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Students innovate at Palo Alto Junior Museum & Zoo

Stanford students test new prototype exhibits at one-day event

A pendulum that creates elaborate designs; a radar gun that shows kids the speed of their kicked soccer ball compared to that of a cheetah; and a hands-on fossil excavation -- those were among the nearly 20 exhibits that parents and children experienced for the first time at the Palo Alto Junior Museum & Zoo on Wednesday afternoon.

The exhibition of prototypes was intended to test out new exhibits, some of which could be employed as the beloved local landmark undergoes a two-year renovation.

The makeover, which is expected to begin in spring 2017, could temporarily relocate the museum and zoo to Cubberley Community Center if the city agrees, JMZ Executive Director John Aikin said.

The current facility on Middlefield Road, which was built in 1940, is too crowded, Aikin said, attracting 150,000 visitors per year. The museum building, outside zoo and the yard total 21,500 square feet. The new facility would be 33,450 square feet and include a new 2,900-square-foot zoo-support building, which would open in 2019, Aikin said.

The planned $30 million renovation is being funded by donations, with a hefty portion coming from The Peery Foundation, which has given a $15 million challenge grant. So far, the JMZ has raised $22 million. Construction will begin when donations reach $27 million and after all city approvals have been granted, Aikin said.

But what to do with the museum and zoo operations during the two years of construction?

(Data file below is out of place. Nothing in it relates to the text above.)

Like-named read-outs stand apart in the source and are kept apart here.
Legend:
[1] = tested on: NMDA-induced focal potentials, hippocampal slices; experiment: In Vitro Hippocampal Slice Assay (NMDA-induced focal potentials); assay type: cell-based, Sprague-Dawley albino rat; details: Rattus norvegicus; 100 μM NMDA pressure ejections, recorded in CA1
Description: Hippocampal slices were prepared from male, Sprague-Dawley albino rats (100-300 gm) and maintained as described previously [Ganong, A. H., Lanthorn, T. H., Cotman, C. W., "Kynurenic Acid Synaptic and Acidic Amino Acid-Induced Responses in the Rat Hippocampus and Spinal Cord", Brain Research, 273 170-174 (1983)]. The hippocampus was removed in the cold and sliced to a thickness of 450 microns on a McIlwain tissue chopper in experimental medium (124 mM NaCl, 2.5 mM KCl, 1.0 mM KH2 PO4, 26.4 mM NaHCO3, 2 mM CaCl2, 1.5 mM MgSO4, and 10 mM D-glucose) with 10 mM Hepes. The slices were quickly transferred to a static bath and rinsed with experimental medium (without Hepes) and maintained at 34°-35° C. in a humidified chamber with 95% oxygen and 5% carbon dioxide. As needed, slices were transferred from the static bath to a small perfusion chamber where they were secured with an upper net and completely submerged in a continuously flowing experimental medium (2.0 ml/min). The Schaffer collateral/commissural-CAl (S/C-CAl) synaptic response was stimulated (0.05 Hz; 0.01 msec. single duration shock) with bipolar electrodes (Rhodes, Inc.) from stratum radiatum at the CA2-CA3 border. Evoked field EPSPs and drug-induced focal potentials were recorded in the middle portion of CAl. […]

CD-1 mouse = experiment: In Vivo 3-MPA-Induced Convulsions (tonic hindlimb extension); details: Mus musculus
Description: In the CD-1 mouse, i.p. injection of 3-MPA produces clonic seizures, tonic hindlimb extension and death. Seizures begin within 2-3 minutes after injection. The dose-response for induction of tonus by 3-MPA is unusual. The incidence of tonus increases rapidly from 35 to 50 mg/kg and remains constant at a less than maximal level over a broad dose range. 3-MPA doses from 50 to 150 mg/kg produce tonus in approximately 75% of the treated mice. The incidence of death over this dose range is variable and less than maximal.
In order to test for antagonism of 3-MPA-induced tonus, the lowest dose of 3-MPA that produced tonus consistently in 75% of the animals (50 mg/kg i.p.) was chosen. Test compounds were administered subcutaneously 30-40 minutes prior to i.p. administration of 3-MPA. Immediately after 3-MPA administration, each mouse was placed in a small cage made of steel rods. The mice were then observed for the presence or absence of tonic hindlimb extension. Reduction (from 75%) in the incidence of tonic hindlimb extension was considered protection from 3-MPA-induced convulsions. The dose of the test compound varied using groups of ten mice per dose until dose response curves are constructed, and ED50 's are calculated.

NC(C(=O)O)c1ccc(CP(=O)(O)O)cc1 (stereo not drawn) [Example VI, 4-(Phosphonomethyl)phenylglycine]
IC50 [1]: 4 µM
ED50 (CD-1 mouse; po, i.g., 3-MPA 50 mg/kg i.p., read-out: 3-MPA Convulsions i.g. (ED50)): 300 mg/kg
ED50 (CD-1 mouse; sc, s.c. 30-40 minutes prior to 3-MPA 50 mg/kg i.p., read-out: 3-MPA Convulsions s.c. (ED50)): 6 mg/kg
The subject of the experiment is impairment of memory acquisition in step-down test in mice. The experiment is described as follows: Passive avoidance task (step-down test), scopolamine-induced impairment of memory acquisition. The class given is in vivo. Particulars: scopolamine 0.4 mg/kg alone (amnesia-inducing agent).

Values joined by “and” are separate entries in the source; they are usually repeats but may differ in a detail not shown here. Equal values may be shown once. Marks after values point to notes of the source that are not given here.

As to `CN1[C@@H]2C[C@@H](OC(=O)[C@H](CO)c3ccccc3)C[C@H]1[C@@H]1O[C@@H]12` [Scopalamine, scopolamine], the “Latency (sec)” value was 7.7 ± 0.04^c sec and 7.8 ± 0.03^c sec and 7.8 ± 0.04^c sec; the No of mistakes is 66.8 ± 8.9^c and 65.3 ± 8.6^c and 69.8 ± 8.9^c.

To address the interim period, staff has enlisted Stanford University's Human Values and Design class to create new exhibits and activities aimed at increasing kids' interactivity and encouraging generations of scientists to tinker and build.

As part of the class, teams of three to four students studied how parents and children use the museum and came up with prototype exhibitions, including interactive exhibits where kids can role play and work collaboratively while learning about scientific principles. Some of the ideas used at the temporary space could be incorporated into the new museum, JMZ Exhibit Director Tina Keegan said.

Students from the "Adopt a Ball" team Wednesday observed that kids could better track and engage with the tennis-ball maze already at the museum if they could color a tennis ball in any way they wanted. Another observation was that the kids tended to want to take the balls with them to play with while they explored the museum, so the next step might be to incorporate the ball as a token to be used in other exhibits, student Thomas Oser said.

Kelly Schmutte co-teaches the class with Manish Patel and David Kelley, founder and chairman of Palo Alto design firm IDEO. Schmutte said the students have come to observe multiple times and are developing their prototypes in a fluid and flexible way based on how kids interact with the exhibits.

One group sought to educate kids about nature and animals through anatomy (comparing animals to humans). Brian Nana-Sinkam and his group found that kids, especially boys ages 6 to 9, had boundless physical energy and spent a lot of time throwing balls from the other exhibit at each other.